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  #1  
Old 04-05-2018, 07:58 PM
Tacco Tacco is offline
 
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Location: White Salmon, WA
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Default Throttle Shaft Nut Torque

Just replaced my throttle return springs. Anyone know where to find the torque value for the throttle shaft nut?
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  #2  
Old 04-06-2018, 12:29 PM
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Phantom30 Phantom30 is offline
 
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Quote:
Originally Posted by Tacco View Post
Just replaced my throttle return springs. Anyone know where to find the torque value for the throttle shaft nut?
I believe it is 44 in/lbs...I did mine nice-and-tightly (used the removal force minus the pull of gravity of the moon+.00003 % weight of plane)��
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Last edited by Phantom30 : 04-06-2018 at 12:33 PM.
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  #3  
Old 04-06-2018, 01:02 PM
Tacco Tacco is offline
 
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Seems reasonable.
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  #4  
Old 04-06-2018, 01:26 PM
mwardle7 mwardle7 is offline
 
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I found 44 in pounds in an older German version of the Rotax Illustrated Parts Catalog. For some reason they deleted the torque values in the latest English version.
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  #5  
Old 04-12-2018, 07:25 AM
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WingedFrog WingedFrog is offline
 
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44 in/lbs confirmed yesterday by my airport Rotax AN&P specialist.

While doing the SB I found that the throttle arm can slide out and in without changing the throttle cable adjustment therefore no carbs rebalancing necessary.
Looks like the new springs are not pulling as much, should result in easier throttle adjustment and no more undesirable slippage.
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Old 04-12-2018, 10:01 AM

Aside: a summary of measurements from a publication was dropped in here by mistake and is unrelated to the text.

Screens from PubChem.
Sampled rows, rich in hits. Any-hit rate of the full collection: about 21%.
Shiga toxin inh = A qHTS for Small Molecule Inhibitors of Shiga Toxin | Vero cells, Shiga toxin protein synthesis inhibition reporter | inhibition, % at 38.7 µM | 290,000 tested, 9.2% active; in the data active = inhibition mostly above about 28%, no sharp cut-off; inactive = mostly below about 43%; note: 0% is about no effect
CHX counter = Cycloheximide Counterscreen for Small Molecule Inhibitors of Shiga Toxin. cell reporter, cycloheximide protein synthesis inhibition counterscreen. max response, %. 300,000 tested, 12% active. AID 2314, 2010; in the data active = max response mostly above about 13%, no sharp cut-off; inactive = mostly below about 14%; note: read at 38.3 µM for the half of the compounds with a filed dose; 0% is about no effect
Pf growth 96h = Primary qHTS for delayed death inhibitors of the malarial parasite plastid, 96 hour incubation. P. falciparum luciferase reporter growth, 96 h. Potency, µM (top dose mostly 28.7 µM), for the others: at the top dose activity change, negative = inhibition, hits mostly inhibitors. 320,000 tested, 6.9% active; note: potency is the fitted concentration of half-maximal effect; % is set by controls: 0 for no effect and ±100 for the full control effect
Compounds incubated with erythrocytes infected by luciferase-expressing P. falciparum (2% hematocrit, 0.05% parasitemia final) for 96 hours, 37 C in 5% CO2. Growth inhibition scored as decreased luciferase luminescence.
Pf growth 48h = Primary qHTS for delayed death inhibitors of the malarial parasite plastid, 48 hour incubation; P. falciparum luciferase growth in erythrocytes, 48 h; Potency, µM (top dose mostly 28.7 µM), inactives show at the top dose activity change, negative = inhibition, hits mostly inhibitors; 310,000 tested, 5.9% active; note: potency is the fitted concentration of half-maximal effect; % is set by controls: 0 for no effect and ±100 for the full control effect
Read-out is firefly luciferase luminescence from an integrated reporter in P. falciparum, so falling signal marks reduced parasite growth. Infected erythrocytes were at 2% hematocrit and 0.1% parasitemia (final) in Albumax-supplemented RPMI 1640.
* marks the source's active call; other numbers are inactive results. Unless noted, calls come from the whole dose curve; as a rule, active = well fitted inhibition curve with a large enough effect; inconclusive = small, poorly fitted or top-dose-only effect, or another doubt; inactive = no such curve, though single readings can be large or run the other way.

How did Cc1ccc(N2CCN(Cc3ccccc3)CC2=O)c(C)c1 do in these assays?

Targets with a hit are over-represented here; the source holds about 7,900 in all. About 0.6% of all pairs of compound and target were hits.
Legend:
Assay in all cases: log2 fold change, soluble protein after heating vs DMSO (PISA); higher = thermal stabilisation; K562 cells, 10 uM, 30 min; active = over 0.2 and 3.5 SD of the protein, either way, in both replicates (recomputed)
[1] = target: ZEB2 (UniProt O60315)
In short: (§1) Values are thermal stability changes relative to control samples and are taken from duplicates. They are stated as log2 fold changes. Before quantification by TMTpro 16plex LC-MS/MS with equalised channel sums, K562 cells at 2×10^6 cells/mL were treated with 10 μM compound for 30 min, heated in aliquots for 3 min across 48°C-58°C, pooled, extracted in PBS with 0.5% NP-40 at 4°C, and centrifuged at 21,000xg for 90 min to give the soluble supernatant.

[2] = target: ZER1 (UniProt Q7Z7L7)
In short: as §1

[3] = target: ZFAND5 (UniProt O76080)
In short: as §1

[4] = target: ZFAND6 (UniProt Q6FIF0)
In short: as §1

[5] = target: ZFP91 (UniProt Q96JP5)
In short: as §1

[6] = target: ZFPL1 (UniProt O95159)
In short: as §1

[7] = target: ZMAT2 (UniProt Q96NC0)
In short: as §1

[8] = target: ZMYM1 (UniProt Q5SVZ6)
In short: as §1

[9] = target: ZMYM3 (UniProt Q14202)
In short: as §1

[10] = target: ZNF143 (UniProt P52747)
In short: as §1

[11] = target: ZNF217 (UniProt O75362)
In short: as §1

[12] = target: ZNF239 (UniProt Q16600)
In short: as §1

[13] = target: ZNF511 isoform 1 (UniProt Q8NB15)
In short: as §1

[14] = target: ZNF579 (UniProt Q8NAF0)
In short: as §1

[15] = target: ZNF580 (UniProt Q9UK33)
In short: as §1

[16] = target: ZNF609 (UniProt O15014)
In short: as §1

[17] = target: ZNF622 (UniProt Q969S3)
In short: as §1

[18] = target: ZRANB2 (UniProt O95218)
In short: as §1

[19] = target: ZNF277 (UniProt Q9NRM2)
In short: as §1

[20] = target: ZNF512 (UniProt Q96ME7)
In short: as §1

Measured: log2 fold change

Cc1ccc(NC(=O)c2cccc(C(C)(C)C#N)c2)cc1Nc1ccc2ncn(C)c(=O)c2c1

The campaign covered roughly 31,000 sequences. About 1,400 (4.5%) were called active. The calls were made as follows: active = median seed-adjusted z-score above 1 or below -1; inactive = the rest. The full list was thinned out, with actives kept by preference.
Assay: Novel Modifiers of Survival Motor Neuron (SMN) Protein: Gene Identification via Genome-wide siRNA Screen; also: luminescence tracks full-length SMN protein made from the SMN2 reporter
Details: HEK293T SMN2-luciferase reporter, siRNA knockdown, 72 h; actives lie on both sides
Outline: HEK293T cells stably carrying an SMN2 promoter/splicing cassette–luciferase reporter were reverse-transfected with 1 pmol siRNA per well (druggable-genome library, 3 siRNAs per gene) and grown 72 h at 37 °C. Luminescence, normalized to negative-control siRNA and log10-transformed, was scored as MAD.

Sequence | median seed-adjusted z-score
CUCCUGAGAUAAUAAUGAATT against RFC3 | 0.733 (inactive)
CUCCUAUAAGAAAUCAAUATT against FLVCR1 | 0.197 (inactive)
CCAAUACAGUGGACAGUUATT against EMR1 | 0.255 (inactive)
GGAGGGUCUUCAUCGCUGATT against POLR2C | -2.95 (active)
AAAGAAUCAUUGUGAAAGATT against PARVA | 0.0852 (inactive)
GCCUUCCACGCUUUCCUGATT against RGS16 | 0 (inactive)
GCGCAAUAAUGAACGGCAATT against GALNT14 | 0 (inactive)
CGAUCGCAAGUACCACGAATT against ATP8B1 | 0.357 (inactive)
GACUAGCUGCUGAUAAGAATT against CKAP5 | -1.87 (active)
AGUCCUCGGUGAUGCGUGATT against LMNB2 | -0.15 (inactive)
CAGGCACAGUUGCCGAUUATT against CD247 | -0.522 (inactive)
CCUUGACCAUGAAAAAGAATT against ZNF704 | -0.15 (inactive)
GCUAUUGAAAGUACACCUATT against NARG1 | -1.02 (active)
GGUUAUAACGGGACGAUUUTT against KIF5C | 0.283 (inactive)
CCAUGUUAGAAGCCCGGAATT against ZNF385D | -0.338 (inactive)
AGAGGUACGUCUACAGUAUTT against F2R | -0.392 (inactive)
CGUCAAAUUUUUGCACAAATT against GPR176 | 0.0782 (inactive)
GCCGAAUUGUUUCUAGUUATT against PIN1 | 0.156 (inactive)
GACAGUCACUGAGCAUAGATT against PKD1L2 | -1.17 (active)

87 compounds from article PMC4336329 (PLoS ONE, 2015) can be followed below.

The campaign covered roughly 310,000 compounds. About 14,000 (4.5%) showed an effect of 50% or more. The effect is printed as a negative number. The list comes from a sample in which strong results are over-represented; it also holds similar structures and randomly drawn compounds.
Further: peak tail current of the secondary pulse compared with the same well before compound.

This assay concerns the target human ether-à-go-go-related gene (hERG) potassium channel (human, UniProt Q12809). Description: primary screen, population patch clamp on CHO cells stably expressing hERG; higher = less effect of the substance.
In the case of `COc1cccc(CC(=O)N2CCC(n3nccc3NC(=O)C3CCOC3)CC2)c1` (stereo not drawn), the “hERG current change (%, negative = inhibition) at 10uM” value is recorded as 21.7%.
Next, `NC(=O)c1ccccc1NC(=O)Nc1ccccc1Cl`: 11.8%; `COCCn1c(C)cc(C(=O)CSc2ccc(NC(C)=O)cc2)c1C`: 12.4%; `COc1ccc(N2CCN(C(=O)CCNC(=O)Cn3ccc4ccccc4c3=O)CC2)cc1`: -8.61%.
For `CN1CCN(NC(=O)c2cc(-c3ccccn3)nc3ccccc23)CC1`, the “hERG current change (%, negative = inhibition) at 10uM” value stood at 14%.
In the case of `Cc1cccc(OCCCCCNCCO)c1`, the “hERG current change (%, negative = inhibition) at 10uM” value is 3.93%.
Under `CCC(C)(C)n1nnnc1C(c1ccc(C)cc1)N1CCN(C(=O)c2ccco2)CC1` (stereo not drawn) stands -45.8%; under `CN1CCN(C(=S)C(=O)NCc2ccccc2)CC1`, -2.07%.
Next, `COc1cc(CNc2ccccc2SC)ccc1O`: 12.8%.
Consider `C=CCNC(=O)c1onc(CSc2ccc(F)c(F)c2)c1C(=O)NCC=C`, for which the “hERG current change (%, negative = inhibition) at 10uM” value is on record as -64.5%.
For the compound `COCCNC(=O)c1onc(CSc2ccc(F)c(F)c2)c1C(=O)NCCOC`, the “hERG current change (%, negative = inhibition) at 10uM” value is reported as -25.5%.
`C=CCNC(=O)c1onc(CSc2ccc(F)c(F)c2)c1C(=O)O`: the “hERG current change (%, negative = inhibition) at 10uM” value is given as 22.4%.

rvbuilder2002 rvbuilder2002 is offline
 
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Originally Posted by WingedFrog View Post
While doing the SB I found that the throttle arm can slide out and in without changing the throttle cable adjustment therefore no carbs rebalancing necessary.
I can not emphasize enough how much I recommend that other RV-12 owners that do the spring upgrade, not follow this advice.

As has been discussed in other threads (and confirmed by others that have done the spring change), the amount of play in the fit of the arm to the shaft is well beyond the fineness level that we are adjusting when doing a carb. sync.

Flying for extended periods of time with the carbs even just a bit out of sync is the perfect way to spend a bunch of money on gear box repairs.

During carb removal for service/inspection, professional shops remove the arms from carbs all the time to avoid redoing the coarse set-up of the throttle cables but they always redo the carb sync using gauges afterwards.
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Old 04-12-2018, 12:14 PM
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WingedFrog WingedFrog is offline
 
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Quote:
Originally Posted by rvbuilder2002 View Post
I can not emphasize enough how much I recommend that other RV-12 owners that do the spring upgrade, not follow this advice.

As has been discussed in other threads (and confirmed by others that have done the spring change), the amount of play in the fit of the arm to the shaft is well beyond the fineness level that we are adjusting when doing a carb. sync.

Flying for extended periods of time with the carbs even just a bit out of sync is the perfect way to spend a bunch of money on gear box repairs.

During carb removal for service/inspection, professional shops remove the arms from carbs all the time to avoid redoing the coarse set-up of the throttle cables but they always redo the carb sync using gauges afterwards.
Thanks for the advice! I will not follow my own advice either and get a carb sync performed. I did not realize that the little play visible when the throttle is pushed to full was that critical.
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  #8  
Old 04-12-2018, 01:20 PM
rvbuilder2002 rvbuilder2002 is offline
 
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Quote:
Originally Posted by WingedFrog View Post
Thanks for the advice! I will not follow my own advice either and get a carb sync performed. I did not realize that the little play visible when the throttle is pushed to full was that critical.
It's not the play in the cable that is the issue.
It is the play in the arm connection to the shaft before tightening the nut. There is no way to know if the arm is returned to exact same position with in that play range.
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